Arts programs have long suffered cuts as schools adjust to meeting the growing demands of academic performance and standardized tests. Students are rarely tested on the arts, and arts knowledge is challenging to measure, so it becomes an easy target when schools are pressed for money and results. So how does one justify arts spending when test scores are at stake?
Ascend Learning charter schools is betting on the arts to tap into the benefits of arts in learning, according to The Hechinger Report. Students are surrounded by art and the schools replicate a museum-like environment. While the demands of academic performance has had its role in cuts to the arts, educators are hoping that Common Core standards will bring back attention to the importance of the arts, as Sara Neufeld reports for The Hechinger Report:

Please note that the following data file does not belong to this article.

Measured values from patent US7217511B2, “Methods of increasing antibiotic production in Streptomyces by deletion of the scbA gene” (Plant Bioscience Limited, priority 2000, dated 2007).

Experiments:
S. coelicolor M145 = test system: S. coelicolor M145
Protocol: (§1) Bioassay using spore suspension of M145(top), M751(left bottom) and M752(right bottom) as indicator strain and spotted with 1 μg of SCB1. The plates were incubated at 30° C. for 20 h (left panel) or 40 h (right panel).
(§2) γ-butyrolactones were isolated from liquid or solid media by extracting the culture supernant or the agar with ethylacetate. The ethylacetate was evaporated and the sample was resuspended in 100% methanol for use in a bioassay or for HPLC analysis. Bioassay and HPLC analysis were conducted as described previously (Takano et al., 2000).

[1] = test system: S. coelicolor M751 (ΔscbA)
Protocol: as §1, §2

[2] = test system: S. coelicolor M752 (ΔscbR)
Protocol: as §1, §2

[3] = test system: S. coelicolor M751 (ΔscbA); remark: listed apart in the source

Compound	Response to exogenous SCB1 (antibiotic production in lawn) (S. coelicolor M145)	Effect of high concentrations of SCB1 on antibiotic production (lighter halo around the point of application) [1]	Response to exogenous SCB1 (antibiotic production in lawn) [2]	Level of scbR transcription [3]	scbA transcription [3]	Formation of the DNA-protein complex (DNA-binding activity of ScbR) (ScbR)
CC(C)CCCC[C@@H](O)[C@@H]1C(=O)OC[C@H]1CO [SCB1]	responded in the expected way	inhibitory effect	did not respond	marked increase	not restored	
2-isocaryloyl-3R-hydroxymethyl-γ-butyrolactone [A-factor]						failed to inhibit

"The arts most often get short shrift in high-poverty schools under intense pressure to boost academic performance. But the Common Core standards mention the arts frequently: approximately 75 times, according to Sandra Ruppert, director of the nonprofit Arts Education Partnership. Students are expected to analyze paintings, music and theater and create their own works of art. 'The pendulum might be swinging to the idea that maybe kids actually do need a well-balanced education,' Ruppert said."